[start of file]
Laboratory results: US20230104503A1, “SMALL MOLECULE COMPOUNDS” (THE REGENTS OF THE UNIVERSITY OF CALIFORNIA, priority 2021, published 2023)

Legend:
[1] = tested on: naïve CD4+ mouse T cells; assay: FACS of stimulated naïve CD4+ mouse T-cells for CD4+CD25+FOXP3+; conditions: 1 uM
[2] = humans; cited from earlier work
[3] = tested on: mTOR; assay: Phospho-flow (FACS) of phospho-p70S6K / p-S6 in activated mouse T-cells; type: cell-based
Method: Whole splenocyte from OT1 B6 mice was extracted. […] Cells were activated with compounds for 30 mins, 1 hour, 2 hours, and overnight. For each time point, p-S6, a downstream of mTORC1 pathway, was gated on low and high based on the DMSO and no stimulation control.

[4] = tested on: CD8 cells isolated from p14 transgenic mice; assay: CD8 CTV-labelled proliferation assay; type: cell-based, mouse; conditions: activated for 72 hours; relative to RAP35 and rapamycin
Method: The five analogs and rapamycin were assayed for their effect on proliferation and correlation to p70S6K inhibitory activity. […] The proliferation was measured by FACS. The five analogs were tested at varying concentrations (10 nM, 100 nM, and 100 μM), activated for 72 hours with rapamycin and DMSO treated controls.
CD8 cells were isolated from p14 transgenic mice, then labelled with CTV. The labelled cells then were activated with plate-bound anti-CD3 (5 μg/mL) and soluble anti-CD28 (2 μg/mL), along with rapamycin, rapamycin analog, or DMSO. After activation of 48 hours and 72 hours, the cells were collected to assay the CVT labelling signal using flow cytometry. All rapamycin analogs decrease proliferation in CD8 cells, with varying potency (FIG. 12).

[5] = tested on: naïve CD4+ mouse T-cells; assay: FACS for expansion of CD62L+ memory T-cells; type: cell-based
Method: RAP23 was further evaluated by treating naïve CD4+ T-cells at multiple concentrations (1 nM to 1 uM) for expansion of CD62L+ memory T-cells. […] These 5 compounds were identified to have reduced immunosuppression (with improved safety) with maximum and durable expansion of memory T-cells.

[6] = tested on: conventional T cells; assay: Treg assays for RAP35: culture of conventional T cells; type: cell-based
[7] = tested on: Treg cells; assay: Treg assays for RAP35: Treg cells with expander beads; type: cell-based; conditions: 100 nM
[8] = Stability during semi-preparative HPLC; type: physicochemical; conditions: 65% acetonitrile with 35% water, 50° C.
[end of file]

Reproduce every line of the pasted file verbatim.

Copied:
Laboratory results: US20230104503A1, “SMALL MOLECULE COMPOUNDS” (THE REGENTS OF THE UNIVERSITY OF CALIFORNIA, priority 2021, published 2023)

Legend:
[1] = tested on: naïve CD4+ mouse T cells; assay: FACS of stimulated naïve CD4+ mouse T-cells for CD4+CD25+FOXP3+; conditions: 1 uM
[2] = humans; cited from earlier work
[3] = tested on: mTOR; assay: Phospho-flow (FACS) of phospho-p70S6K / p-S6 in activated mouse T-cells; type: cell-based
Method: Whole splenocyte from OT1 B6 mice was extracted. […] Cells were activated with compounds for 30 mins, 1 hour, 2 hours, and overnight. For each time point, p-S6, a downstream of mTORC1 pathway, was gated on low and high based on the DMSO and no stimulation control.

[4] = tested on: CD8 cells isolated from p14 transgenic mice; assay: CD8 CTV-labelled proliferation assay; type: cell-based, mouse; conditions: activated for 72 hours; relative to RAP35 and rapamycin
Method: The five analogs and rapamycin were assayed for their effect on proliferation and correlation to p70S6K inhibitory activity. […] The proliferation was measured by FACS. The five analogs were tested at varying concentrations (10 nM, 100 nM, and 100 μM), activated for 72 hours with rapamycin and DMSO treated controls.
CD8 cells were isolated from p14 transgenic mice, then labelled with CTV. The labelled cells then were activated with plate-bound anti-CD3 (5 μg/mL) and soluble anti-CD28 (2 μg/mL), along with rapamycin, rapamycin analog, or DMSO. After activation of 48 hours and 72 hours, the cells were collected to assay the CVT labelling signal using flow cytometry. All rapamycin analogs decrease proliferation in CD8 cells, with varying potency (FIG. 12).

[5] = tested on: naïve CD4+ mouse T-cells; assay: FACS for expansion of CD62L+ memory T-cells; type: cell-based
Method: RAP23 was further evaluated by treating naïve CD4+ T-cells at multiple concentrations (1 nM to 1 uM) for expansion of CD62L+ memory T-cells. […] These 5 compounds were identified to have reduced immunosuppression (with improved safety) with maximum and durable expansion of memory T-cells.

[6] = tested on: conventional T cells; assay: Treg assays for RAP35: culture of conventional T cells; type: cell-based
[7] = tested on: Treg cells; assay: Treg assays for RAP35: Treg cells with expander beads; type: cell-based; conditions: 100 nM
[8] = Stability during semi-preparative HPLC; type: physicochemical; conditions: 65% acetonitrile with 35% water, 50° C.